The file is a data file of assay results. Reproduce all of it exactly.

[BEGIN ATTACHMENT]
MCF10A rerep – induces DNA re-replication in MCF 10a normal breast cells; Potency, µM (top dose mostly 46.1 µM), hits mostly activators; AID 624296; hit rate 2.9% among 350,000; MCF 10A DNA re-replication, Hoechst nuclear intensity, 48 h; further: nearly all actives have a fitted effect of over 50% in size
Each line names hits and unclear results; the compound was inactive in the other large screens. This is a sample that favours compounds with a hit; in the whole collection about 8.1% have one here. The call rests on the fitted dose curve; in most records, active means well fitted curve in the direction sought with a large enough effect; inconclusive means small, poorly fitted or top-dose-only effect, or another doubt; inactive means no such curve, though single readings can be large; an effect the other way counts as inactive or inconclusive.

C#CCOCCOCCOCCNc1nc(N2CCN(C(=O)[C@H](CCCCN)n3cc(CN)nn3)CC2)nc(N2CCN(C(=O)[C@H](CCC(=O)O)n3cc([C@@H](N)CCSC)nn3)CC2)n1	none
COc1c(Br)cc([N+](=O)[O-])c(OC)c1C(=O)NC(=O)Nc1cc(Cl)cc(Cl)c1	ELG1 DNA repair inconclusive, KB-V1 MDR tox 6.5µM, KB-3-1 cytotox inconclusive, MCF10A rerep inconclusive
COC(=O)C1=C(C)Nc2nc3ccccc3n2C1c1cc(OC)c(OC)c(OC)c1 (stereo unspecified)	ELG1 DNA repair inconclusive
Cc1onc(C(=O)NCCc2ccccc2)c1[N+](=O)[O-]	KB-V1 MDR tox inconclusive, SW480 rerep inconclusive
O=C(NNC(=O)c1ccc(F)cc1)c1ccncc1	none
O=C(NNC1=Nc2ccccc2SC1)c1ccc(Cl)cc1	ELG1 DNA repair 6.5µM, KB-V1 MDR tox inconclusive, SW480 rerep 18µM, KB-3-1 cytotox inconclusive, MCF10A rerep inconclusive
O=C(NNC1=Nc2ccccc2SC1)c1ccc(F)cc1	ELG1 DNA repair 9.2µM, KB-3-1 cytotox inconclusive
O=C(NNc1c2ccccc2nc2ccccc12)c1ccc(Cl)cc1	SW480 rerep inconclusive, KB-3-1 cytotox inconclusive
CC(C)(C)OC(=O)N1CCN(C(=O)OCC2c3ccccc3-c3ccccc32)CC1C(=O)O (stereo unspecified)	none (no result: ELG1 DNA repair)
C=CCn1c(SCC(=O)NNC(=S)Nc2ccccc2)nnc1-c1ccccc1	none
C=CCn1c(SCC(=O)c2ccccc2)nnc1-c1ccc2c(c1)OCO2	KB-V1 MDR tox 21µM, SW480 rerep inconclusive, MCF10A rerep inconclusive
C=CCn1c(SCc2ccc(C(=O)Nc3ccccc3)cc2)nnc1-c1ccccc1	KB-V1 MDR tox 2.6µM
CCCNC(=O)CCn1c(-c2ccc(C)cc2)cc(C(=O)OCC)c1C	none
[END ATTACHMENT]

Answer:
MCF10A rerep – induces DNA re-replication in MCF 10a normal breast cells; Potency, µM (top dose mostly 46.1 µM), hits mostly activators; AID 624296; hit rate 2.9% among 350,000; MCF 10A DNA re-replication, Hoechst nuclear intensity, 48 h; further: nearly all actives have a fitted effect of over 50% in size
Each line names hits and unclear results; the compound was inactive in the other large screens. This is a sample that favours compounds with a hit; in the whole collection about 8.1% have one here. The call rests on the fitted dose curve; in most records, active means well fitted curve in the direction sought with a large enough effect; inconclusive means small, poorly fitted or top-dose-only effect, or another doubt; inactive means no such curve, though single readings can be large; an effect the other way counts as inactive or inconclusive.

C#CCOCCOCCOCCNc1nc(N2CCN(C(=O)[C@H](CCCCN)n3cc(CN)nn3)CC2)nc(N2CCN(C(=O)[C@H](CCC(=O)O)n3cc([C@@H](N)CCSC)nn3)CC2)n1	none
COc1c(Br)cc([N+](=O)[O-])c(OC)c1C(=O)NC(=O)Nc1cc(Cl)cc(Cl)c1	ELG1 DNA repair inconclusive, KB-V1 MDR tox 6.5µM, KB-3-1 cytotox inconclusive, MCF10A rerep inconclusive
COC(=O)C1=C(C)Nc2nc3ccccc3n2C1c1cc(OC)c(OC)c(OC)c1 (stereo unspecified)	ELG1 DNA repair inconclusive
Cc1onc(C(=O)NCCc2ccccc2)c1[N+](=O)[O-]	KB-V1 MDR tox inconclusive, SW480 rerep inconclusive
O=C(NNC(=O)c1ccc(F)cc1)c1ccncc1	none
O=C(NNC1=Nc2ccccc2SC1)c1ccc(Cl)cc1	ELG1 DNA repair 6.5µM, KB-V1 MDR tox inconclusive, SW480 rerep 18µM, KB-3-1 cytotox inconclusive, MCF10A rerep inconclusive
O=C(NNC1=Nc2ccccc2SC1)c1ccc(F)cc1	ELG1 DNA repair 9.2µM, KB-3-1 cytotox inconclusive
O=C(NNc1c2ccccc2nc2ccccc12)c1ccc(Cl)cc1	SW480 rerep inconclusive, KB-3-1 cytotox inconclusive
CC(C)(C)OC(=O)N1CCN(C(=O)OCC2c3ccccc3-c3ccccc32)CC1C(=O)O (stereo unspecified)	none (no result: ELG1 DNA repair)
C=CCn1c(SCC(=O)NNC(=S)Nc2ccccc2)nnc1-c1ccccc1	none
C=CCn1c(SCC(=O)c2ccccc2)nnc1-c1ccc2c(c1)OCO2	KB-V1 MDR tox 21µM, SW480 rerep inconclusive, MCF10A rerep inconclusive
C=CCn1c(SCc2ccc(C(=O)Nc3ccccc3)cc2)nnc1-c1ccccc1	KB-V1 MDR tox 2.6µM
CCCNC(=O)CCn1c(-c2ccc(C)cc2)cc(C(=O)OCC)c1C	none